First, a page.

Natasha Harris, Copyright Expert
I am an artist and I’m concerned about protecting my work. How can I copyright it?
The first thing you need to know is that anything you create is automatically covered by copyright. As soon as you create it, it’s covered under the Copyright Act. In essence, that means you don’t have to worry about registering it as such.
Okay, I might be covered automatically, but what does that mean in actuality?
It means that no person, or organisation, can reproduce your work without clearing it with you. As soon as you’ve created it, it becomes your intellectual property and anyone wanting to use it, must get your permission in writing.
What if I have created a work with another person, are we both covered equally?
My advice would be that you really need to work out the details of who owns what before you start. Do you own the concept, and they own the painting? Make sure you really get down to the nitty gritty of the details, as it will save you both potential arguments in the long run. It’s also really important that you have a written agreement between you and the other person about what form (and percentage) the co-ownership model takes.
Are all rights equal? Or are there different kind of rights I should investigate?
Yes, there are different rights. If you’re wanting to commercialise your art, then you really should do some research into what rights are going to work best for you. You can simply have rights in New Zealand if that’s what you want, or if you think there might be commercial advantage to having international rights then you can cover your bases by assigning rights that are ‘all media, in perpetuity and worldwide,’ this means that your work is covered in all types of media (online; tv; print; film) all around the world and for all time, or until it goes out of copyright. When thinking about rights, try to imagine as many scenarios as possible. Don’t be afraid to think big!
Does it cost me anything to have copyright over my work?
Okay, so what steps do I need to take to make sure that my work is properly protected? Should I date stamp it if possible?
If you’re a visual artist, or an urban street artist, you should absolutely sign your work and date it. I would then suggest you photograph your work with the signature and date and keep it filed away in a safe place should you need it. You can take other steps such as having someone photograph you while you’re creating the work. Best practise means keeping all documentation relating to your work, such as design drawings, or concept drawings, dated. This leaves no doubt if it ever comes to a dispute.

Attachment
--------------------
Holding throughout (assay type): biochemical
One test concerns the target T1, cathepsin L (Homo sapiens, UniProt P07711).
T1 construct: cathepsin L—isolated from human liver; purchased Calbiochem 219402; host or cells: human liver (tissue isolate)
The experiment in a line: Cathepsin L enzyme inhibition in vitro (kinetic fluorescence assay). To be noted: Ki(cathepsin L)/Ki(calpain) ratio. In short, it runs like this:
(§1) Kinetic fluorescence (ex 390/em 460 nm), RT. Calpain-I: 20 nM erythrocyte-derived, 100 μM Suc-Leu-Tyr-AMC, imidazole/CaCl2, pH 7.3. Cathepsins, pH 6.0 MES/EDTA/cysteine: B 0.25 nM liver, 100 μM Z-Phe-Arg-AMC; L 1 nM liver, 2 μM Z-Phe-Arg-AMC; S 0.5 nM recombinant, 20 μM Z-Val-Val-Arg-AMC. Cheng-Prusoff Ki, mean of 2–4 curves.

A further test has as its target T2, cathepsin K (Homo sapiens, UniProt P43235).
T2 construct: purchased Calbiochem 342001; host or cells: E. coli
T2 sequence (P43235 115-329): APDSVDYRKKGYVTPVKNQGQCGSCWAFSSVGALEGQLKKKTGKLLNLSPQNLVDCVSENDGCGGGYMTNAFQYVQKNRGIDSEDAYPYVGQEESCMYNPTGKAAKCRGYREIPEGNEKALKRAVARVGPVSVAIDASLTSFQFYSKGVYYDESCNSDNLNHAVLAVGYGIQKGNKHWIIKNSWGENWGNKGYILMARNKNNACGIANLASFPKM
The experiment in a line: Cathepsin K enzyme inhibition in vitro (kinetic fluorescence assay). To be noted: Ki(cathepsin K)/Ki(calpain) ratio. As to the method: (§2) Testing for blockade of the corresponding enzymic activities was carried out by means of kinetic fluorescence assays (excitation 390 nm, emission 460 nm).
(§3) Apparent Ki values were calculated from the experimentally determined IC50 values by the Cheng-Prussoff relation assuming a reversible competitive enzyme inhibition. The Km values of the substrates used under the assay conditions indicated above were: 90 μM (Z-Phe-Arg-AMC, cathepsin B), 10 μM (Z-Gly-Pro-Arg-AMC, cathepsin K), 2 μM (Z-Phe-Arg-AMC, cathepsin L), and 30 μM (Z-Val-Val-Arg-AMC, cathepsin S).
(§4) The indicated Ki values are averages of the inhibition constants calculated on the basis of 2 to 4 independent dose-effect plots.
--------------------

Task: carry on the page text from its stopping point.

If you’re a photographer, always put a watermark on your work. The watermark needs to have your name and company clearly stated on it.
What’s so good about a watermark?
A watermark makes it very difficult for people to rip off your work. It’s a good idea to stay up to date with the different watermarks available. There are apps and software available for this that you can use. It’s also a good idea that your watermark can’t be edited out or covered up.
Okay, so let’s say I’m an urban artist and I’ve painted a wall in the city. Then I see it on a local business’s Instagram feed. Have they broken Copyright law?
This is where things can get a little bit murky. You absolutely own the rights to that art you’ve made. If someone takes a photo of your work in a public place, they own their photo, but they don’t own the work that’s in the photo. If they then use that image for their own promotion or business, or for any commercial opportunity, then they need to clear it with you. Even if it’s just a personal blog, they should clear its use with you.
Okay. I’ve seen an image of my artwork reproduced on a website and it hasn’t been cleared by me. What rights have I got?
You, as the rights holder, have the right to decide whether you’re okay with your work being used in this way. If you’re not happy about it, then I would suggest that, in the first instance, you reach out to the person or organisation using your work, and gently tell them that you are the rights holder. You then have the right to ask them to take the image down, or to attribute it, or even negotiate a fee for its use. My advice is to take a friendly approach first, start off by contacting them yourself, and if you get no joy, get a lawyer involved.
What kind of lawyer should I look for?